• picture
  • picture
PRI's Environmental News Magazine

Naked Protest

Air Date: Week of March 16, 2001

stream/download this segment as an MP3 file

Transcript

CURWOOD: Some women sit in trees to protest clear-cuts, and then there are others who take their clothes off. In today's media maelstrom, it's harder than ever to get noticed. But commentator Julia King wonders how far someone should go to be heard above the din.

KING: Around the time my mother taught me how to tie my shoes, she also taught me how to protest. Her rules were simple: Look respectable, act respectable, and don't give the opposition any ammunition. Together we buttoned those top buttons and combed our hair for peace, civil rights, the ERA. You name it, we marched for it. In sensible shoes. Recently, a Canadian environmentalist, along with a handful of others, took a much different approach to gain media attention for her cause. She appeared topless and on horseback to stop Texada Land Corporation from old-growth logging on Salt Spring Island in British Columbia. Now a group of Salt Spring women have posed for a nudie calendar to raise money for the cause. It's activism without inhibition. Disrobe for deforestation, pants down for preservation. Then comes my mother's advice: Look respectable, act respectable, don't the opposition any ammunition. Yet, she said that decades ago before cable TV, before the Internet, before there was so much stuff to compete with. The topless Canadian protester told reporters she has PhD and no one was listening. I take my clothes off, she said, and here you all are. And maybe she thinks people tune in to the Playboy channel to hear what the bunnies have to say. Sometimes it's hard to tell the difference, but being looked at is not the same thing as being listened to. So, the reporters came. And they even took notes. And they even printed the story about the threatened ecosystem from the old-growth logging. But like it or not, the real story, the one that will get repeated, is that an environmentalist went topless. "I just don't get those crazy tree-huggers, " Joe Public will say over his newspaper. Because sometimes it's hard to see the forest for the breasts. Taking off your top, or your bottoms, might get you looked at, but will it get you listened to for the long haul? Ultimately, the battle is not for Joe and Jane Public's attention, but for their trust. And they don't trust people who go topless on Main Street. Take your umbrella, get a good night's sleep, keep your clothes on.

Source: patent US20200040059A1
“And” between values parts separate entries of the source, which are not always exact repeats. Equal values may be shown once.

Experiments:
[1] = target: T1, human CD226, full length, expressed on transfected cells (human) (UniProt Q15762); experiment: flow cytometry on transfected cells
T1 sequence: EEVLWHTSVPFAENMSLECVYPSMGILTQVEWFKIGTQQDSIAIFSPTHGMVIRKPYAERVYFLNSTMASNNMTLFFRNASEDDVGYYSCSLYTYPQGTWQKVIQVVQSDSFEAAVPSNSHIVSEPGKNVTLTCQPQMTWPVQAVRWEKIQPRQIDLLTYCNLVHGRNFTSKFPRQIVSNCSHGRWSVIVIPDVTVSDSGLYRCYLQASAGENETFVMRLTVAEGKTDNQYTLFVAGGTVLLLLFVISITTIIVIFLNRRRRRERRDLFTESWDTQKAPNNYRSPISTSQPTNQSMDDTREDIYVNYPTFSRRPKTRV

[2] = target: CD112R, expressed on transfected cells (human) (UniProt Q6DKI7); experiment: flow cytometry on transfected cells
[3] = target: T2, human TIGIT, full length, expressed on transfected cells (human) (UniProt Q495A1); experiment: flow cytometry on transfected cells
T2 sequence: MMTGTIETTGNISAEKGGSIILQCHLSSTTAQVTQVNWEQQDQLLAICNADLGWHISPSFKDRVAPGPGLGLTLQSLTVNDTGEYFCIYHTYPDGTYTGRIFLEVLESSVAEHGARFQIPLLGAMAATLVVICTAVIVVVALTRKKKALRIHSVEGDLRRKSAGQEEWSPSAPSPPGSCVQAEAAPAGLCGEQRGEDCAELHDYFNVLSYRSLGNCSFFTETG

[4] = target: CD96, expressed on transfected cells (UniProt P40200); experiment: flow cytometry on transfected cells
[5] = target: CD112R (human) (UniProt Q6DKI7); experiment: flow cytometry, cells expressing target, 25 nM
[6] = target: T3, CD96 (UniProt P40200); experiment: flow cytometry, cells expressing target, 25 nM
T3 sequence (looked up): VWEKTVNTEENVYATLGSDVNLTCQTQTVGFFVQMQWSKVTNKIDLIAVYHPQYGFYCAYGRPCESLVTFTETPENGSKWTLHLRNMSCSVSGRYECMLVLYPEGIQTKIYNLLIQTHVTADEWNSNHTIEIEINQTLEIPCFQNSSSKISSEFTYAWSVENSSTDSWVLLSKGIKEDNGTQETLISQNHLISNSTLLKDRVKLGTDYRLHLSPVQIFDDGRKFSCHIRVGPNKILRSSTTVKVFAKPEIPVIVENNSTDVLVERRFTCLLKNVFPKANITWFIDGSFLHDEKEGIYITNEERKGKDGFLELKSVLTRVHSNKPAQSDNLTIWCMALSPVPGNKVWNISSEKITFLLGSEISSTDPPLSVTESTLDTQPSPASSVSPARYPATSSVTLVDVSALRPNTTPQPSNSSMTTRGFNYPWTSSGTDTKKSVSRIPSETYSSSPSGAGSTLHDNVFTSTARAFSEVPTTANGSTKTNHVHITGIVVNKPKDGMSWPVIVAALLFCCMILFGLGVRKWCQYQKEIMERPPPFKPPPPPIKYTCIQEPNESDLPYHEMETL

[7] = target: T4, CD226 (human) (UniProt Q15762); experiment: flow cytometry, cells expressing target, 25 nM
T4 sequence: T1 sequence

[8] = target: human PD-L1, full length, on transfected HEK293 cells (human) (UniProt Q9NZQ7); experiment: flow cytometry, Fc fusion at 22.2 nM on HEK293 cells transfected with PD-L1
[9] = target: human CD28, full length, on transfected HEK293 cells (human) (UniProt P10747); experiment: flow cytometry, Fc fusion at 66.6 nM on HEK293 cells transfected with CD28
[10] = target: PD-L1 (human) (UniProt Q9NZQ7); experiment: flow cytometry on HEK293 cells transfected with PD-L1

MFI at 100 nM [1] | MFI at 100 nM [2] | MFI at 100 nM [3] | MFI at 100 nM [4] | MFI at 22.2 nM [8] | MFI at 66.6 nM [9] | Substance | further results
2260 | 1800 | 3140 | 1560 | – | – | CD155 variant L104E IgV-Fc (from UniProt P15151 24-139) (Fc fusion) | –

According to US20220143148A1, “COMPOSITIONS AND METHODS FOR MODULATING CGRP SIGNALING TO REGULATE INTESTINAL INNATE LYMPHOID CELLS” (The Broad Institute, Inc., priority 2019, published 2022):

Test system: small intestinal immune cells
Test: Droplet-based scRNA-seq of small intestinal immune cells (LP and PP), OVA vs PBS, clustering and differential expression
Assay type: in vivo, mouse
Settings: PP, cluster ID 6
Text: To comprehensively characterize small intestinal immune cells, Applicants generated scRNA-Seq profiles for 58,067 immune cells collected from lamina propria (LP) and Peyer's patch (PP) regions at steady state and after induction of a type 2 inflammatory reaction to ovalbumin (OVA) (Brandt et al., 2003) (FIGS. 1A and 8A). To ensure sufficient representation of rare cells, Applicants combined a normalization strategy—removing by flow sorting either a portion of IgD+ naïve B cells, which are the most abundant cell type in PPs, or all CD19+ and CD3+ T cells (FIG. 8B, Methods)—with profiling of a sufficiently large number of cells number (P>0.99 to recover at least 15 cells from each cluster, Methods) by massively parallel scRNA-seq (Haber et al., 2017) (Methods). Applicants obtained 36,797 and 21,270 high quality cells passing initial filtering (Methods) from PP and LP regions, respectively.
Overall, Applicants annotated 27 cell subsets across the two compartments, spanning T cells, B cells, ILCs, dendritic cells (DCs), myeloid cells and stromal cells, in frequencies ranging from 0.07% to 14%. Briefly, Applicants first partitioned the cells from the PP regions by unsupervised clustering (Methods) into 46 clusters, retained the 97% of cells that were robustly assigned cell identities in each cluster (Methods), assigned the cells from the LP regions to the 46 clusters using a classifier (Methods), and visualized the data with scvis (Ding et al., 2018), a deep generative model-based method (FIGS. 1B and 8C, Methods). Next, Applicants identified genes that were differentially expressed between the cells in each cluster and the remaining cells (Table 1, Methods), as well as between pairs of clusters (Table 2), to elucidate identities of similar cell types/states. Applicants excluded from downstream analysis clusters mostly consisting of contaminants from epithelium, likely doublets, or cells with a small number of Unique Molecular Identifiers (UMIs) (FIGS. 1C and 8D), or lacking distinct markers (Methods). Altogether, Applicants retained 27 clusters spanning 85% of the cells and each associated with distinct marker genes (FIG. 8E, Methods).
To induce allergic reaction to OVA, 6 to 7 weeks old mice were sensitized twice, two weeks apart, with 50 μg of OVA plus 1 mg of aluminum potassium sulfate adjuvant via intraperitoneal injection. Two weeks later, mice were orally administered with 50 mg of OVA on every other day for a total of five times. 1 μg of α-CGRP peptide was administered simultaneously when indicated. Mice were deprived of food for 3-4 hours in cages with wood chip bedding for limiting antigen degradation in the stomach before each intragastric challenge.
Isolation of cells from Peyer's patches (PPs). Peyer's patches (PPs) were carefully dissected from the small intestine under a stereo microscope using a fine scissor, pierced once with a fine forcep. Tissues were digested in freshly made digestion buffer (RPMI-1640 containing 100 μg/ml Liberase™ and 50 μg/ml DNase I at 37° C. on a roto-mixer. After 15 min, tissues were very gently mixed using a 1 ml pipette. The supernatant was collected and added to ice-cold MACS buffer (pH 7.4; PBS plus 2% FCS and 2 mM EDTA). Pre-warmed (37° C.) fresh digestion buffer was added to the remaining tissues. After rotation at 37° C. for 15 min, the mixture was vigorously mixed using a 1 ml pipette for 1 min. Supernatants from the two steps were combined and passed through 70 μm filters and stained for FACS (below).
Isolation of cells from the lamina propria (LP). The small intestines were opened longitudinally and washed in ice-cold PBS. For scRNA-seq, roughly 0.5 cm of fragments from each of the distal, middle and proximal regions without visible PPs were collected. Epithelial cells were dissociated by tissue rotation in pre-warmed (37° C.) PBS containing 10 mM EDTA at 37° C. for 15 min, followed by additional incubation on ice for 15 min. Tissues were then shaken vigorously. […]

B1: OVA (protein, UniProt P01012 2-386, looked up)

(Music up and under)

CURWOOD: Commentator Julia King lives in Goshen, Indiana. She comes to use from the Great Lakes Radio Consortium.

(Music up and under)

 

 

Living on Earth wants to hear from you!

P.O. Box 990007
Prudential Station
Boston, MA, USA 02199
Telephone: 1-617-287-4121
E-mail: comments@loe.org

Donate to Living on Earth!
Living on Earth is an independent media program and relies entirely on contributions from listeners and institutions supporting public service. Please donate now to preserve an independent environmental voice.

Newsletter
Living on Earth offers a weekly delivery of the show's rundown to your mailbox. Sign up for our newsletter today!

Major funding for Living on Earth is provided by the National Science Foundation.

Committed to healthy food, healthy people, a healthy planet, and healthy business.

Innovating to make the world a better, more sustainable place to live.

Kendeda Fund, furthering the values that contribute to a healthy planet.

The Grantham Foundation for the Protection of the Environment: Committed to protecting and improving the health of the global environment.

Contribute to Living on Earth and receive, as our gift to you, an archival print of one of Mark Seth Lender's extraordinary hummingbird photographs. Follow the link to see Mark's current collection of photographs.